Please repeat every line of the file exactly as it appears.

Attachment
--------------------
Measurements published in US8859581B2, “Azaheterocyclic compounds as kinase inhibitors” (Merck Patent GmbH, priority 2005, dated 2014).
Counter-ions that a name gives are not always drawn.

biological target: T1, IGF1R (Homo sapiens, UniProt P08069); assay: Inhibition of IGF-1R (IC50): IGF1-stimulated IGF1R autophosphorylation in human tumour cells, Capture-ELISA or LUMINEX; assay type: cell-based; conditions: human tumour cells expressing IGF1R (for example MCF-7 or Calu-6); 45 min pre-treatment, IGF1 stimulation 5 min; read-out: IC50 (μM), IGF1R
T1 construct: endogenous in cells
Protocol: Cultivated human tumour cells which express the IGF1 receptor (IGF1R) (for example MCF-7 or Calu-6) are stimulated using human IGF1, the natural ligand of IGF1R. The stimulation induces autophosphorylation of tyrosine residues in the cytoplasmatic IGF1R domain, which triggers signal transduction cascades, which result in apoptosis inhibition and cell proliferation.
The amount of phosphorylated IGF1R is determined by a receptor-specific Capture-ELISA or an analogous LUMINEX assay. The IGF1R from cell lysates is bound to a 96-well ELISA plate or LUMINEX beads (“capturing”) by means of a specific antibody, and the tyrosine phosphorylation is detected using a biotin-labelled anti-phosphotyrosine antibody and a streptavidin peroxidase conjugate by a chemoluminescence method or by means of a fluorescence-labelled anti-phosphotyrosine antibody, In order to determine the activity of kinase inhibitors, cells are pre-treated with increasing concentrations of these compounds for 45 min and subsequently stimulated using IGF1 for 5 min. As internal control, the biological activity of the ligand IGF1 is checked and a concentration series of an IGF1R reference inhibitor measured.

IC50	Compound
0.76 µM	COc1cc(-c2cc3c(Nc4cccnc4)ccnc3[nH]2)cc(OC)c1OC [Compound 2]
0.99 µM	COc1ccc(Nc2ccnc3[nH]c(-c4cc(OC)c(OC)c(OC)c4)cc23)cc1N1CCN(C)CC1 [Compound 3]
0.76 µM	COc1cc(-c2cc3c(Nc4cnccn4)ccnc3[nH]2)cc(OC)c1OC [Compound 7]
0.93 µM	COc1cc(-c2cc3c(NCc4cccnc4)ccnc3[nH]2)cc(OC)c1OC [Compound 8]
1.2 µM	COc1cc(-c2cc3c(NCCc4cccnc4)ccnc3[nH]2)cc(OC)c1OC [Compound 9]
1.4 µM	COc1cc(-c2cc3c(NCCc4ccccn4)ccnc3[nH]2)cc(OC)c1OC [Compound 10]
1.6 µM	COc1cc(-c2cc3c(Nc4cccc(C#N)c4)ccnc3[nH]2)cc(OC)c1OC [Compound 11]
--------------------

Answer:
Measurements published in US8859581B2, “Azaheterocyclic compounds as kinase inhibitors” (Merck Patent GmbH, priority 2005, dated 2014).
Counter-ions that a name gives are not always drawn.

biological target: T1, IGF1R (Homo sapiens, UniProt P08069); assay: Inhibition of IGF-1R (IC50): IGF1-stimulated IGF1R autophosphorylation in human tumour cells, Capture-ELISA or LUMINEX; assay type: cell-based; conditions: human tumour cells expressing IGF1R (for example MCF-7 or Calu-6); 45 min pre-treatment, IGF1 stimulation 5 min; read-out: IC50 (μM), IGF1R
T1 construct: endogenous in cells
Protocol: Cultivated human tumour cells which express the IGF1 receptor (IGF1R) (for example MCF-7 or Calu-6) are stimulated using human IGF1, the natural ligand of IGF1R. The stimulation induces autophosphorylation of tyrosine residues in the cytoplasmatic IGF1R domain, which triggers signal transduction cascades, which result in apoptosis inhibition and cell proliferation.
The amount of phosphorylated IGF1R is determined by a receptor-specific Capture-ELISA or an analogous LUMINEX assay. The IGF1R from cell lysates is bound to a 96-well ELISA plate or LUMINEX beads (“capturing”) by means of a specific antibody, and the tyrosine phosphorylation is detected using a biotin-labelled anti-phosphotyrosine antibody and a streptavidin peroxidase conjugate by a chemoluminescence method or by means of a fluorescence-labelled anti-phosphotyrosine antibody, In order to determine the activity of kinase inhibitors, cells are pre-treated with increasing concentrations of these compounds for 45 min and subsequently stimulated using IGF1 for 5 min. As internal control, the biological activity of the ligand IGF1 is checked and a concentration series of an IGF1R reference inhibitor measured.

IC50	Compound
0.76 µM	COc1cc(-c2cc3c(Nc4cccnc4)ccnc3[nH]2)cc(OC)c1OC [Compound 2]
0.99 µM	COc1ccc(Nc2ccnc3[nH]c(-c4cc(OC)c(OC)c(OC)c4)cc23)cc1N1CCN(C)CC1 [Compound 3]
0.76 µM	COc1cc(-c2cc3c(Nc4cnccn4)ccnc3[nH]2)cc(OC)c1OC [Compound 7]
0.93 µM	COc1cc(-c2cc3c(NCc4cccnc4)ccnc3[nH]2)cc(OC)c1OC [Compound 8]
1.2 µM	COc1cc(-c2cc3c(NCCc4cccnc4)ccnc3[nH]2)cc(OC)c1OC [Compound 9]
1.4 µM	COc1cc(-c2cc3c(NCCc4ccccn4)ccnc3[nH]2)cc(OC)c1OC [Compound 10]
1.6 µM	COc1cc(-c2cc3c(Nc4cccc(C#N)c4)ccnc3[nH]2)cc(OC)c1OC [Compound 11]